As part of your consultation in the neuro-otology department the doctor may ask for any combination of hearing or balance tests to help diagnose your problems.
The following sections provide a brief outline of the procedures you may have and average time taken.
Pure tone audiometry (15 minutes)
Is a hearing test to find the quietest sounds that you can hear. Different sounds are presented through headphones or a headband. You are asked to respond to the sounds by pressing a button when you hear them.
Tympanometry (5 minutes)
Whilst you are sitting still a soft tipped probe is placed in your ear canal and pressure changes show how the ear drum and middle ear are working.
Acoustic reflex threshold (10 minutes)
Short bursts of sound are presented through a soft tipped probe placed in your ear canal to check the working of the small, middle ear muscle.
Eustachian tube function test (10 minutes)
A soft tipped probe is placed in the ear canal and records the movement of the ear drum before and after swallowing a sip of water. The eustachian tube links the middle ear to the back of the throat and serves as a vent to equalise pressure between the atmosphere and the middle ear.
Oto-acoustic emission test (10 minutes)
A clicking sound is presented to your ear through a soft probe placed in the outer part of your ear. The probe then records the reflection of sound back from the inner ear .
Speech audiometry (20 minutes)
To check how well you can hear speech sounds some words will be presented to each ear in turn through headphones and you will be asked to repeat what you hear. The words are presented at medium, loud and quiet levels.
Auditory brainstem response (ABR) Test (20 minutes)
This test examines the nerve of hearing as part of the hearing pathway to the brain. Sensors are placed on the skin behind your ears, on your forehead and on the top of your head. You will then be asked to lie on a couch with your eyes closed and be as relaxed as possible. Headphones will present a loud clicking noise to one ear and a rushing sound in the other. We will be measuring time taken for the sound to get to your brain and will this be repeated for both ears.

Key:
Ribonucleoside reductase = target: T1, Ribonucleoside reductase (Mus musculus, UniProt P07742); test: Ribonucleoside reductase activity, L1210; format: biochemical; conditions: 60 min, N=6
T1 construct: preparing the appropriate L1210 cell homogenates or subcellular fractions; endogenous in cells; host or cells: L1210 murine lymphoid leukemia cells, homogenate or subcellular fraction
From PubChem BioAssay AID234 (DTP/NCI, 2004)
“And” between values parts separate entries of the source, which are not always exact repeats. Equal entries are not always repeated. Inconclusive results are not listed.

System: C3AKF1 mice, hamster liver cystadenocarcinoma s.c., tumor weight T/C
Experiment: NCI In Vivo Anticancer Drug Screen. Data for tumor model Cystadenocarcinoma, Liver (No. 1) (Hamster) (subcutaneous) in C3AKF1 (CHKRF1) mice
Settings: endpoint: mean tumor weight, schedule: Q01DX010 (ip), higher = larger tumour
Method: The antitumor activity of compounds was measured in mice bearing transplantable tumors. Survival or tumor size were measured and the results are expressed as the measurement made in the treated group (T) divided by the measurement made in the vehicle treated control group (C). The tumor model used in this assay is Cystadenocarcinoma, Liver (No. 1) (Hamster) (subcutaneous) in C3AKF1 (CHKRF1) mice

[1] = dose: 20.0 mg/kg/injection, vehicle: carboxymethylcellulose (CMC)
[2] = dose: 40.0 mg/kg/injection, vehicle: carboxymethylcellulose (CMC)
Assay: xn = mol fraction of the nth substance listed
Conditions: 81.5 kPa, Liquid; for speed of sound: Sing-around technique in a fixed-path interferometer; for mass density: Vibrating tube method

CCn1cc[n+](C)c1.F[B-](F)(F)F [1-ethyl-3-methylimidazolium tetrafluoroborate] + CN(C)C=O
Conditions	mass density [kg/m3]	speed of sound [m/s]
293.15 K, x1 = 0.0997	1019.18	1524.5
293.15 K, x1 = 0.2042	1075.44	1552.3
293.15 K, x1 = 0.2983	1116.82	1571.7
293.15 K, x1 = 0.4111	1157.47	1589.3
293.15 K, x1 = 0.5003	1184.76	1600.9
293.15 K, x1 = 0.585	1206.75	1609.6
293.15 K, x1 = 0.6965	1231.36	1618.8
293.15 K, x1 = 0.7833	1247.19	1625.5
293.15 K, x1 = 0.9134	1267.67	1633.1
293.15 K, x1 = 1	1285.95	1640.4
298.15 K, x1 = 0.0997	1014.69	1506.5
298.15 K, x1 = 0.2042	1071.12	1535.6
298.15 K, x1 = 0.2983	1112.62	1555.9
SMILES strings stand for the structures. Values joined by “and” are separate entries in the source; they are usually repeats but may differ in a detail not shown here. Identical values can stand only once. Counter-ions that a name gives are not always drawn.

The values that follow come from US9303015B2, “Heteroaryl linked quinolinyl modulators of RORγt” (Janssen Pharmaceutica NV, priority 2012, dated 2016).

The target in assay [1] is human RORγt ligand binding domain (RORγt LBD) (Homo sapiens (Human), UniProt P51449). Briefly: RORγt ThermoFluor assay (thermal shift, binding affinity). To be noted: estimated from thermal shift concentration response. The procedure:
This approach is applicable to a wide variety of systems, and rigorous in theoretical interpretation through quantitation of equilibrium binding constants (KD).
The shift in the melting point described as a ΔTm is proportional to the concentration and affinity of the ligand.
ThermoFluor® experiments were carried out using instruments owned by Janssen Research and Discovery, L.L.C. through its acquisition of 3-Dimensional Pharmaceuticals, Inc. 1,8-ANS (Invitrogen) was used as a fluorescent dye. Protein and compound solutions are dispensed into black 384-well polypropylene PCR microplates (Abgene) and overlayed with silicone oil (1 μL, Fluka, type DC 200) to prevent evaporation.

Auditory processing tests (1-2 hours)
A variety of tests using headphones can be used to look at how the ears and brain process the sounds that you hear
- A) Dichotic digit test - two numbers are presented to each ear simultaneously and you are asked to repeat all four numbers.
- B) Frequency pattern test - you will listen to three tones of different pitch and are asked to say the pattern that you heard.
- C) Duration pattern test - you will hear three tones of long or short duration and will be asked to say the pattern that you heard.
- D) Gaps in noise - you will hear a brief rushing noise that will have some gaps/breaks in it. You are asked how many gaps you heard and this will range from 0-3 gaps.
- E) Speech in noise - you will hear some words in a noisy background and are asked to repeat the word that you hear. The noise level will vary.
These tests are designed to test the function of your balance system located in the inner ears. The brain uses the information from the balance organs together with information from your eyes. We will be looking at or recording eye movement to help us investigate your balance system.
ENG (electro-nystagmography) (20 minutes)